By Yuliya Neyman, Land Tenure, Land Governance and Legal Advisor in USAID’s Land Tenure and Resource Management Office. This commentary originally appeared on Agrilinks.
More than 400 million women around the world work as farmers. And yet, most of these women do not own the land they are farming. In fact, many do not even know that they are allowed to claim ownership over this invaluable asset. Women are estimated to comprise 43 percent of the agricultural labor force in developing countries, but own less than 10 percent of the land.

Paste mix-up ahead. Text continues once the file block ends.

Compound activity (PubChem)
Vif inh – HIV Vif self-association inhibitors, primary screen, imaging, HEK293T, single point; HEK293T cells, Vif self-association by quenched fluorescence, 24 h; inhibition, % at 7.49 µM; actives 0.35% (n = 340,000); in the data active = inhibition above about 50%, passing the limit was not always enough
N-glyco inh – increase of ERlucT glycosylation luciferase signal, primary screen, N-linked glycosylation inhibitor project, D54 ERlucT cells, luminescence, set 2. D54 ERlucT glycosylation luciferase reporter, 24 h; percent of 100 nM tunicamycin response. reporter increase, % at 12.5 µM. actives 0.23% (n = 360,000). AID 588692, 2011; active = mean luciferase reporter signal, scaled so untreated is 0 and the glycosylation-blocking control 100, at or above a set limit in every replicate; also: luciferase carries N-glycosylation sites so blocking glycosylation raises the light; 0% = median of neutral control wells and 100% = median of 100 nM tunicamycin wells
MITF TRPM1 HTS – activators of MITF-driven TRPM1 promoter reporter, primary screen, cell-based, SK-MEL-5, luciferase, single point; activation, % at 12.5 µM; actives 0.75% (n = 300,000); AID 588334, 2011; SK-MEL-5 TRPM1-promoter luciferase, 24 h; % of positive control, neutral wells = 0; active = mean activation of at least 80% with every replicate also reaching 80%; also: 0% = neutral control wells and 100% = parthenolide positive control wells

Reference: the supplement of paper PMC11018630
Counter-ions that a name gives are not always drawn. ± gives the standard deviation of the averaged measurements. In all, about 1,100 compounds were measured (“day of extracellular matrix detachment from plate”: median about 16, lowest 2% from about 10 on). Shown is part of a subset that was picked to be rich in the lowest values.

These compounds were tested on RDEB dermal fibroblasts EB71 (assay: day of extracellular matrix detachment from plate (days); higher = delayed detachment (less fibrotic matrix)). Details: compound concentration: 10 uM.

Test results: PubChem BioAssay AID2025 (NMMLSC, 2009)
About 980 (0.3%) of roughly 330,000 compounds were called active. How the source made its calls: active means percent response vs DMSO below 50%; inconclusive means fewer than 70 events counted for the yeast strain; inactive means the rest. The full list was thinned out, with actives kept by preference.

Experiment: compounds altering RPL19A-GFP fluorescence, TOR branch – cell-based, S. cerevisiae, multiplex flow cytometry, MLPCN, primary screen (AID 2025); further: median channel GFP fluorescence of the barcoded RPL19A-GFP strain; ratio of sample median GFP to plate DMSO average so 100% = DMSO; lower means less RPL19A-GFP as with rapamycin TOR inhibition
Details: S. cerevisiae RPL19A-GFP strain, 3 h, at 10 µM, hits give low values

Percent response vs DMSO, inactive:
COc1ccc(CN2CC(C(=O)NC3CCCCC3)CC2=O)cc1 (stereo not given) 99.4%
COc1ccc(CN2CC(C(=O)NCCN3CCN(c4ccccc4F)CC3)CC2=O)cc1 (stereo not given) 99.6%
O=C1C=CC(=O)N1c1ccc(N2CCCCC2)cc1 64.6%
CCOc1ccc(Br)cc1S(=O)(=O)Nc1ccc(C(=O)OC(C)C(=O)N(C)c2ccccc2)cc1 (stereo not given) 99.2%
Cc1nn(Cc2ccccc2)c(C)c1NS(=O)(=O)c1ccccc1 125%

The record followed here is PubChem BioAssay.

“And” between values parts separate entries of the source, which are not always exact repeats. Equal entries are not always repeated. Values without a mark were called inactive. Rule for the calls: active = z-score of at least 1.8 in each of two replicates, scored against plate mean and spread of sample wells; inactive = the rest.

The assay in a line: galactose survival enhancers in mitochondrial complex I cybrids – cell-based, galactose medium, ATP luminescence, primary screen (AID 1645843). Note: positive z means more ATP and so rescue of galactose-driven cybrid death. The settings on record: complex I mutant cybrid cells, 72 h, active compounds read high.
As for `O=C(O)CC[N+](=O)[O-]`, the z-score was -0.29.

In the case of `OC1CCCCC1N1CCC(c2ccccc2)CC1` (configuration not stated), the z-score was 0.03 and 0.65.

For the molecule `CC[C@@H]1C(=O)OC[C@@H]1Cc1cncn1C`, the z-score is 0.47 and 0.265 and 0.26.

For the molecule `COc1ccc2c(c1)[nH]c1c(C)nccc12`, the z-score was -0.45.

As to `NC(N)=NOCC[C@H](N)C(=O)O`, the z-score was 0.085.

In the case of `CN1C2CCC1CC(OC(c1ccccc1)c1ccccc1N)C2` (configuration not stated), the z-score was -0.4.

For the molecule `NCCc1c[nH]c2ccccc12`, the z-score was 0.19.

Why would that be? For one, in more than half of all countries around the world, laws or customs hinder women’s ownership and access to land. In some countries, discrimination is written into the law; in others, strong and entrenched customs and norms prevent women from claiming ownership over land. The problem is exacerbated by a lack of knowledge about land law and land rights, particularly amongst women in developing countries, who are less likely than men to attend school and attain literacy. Even where land laws purport equality, discriminatory inheritance laws effectively prevent women from inheriting land.
Why do we care? If the man in the family has secure ownership over the household’s land, shouldn’t that be enough to secure a steady income and provide for the children? As it turns out – no.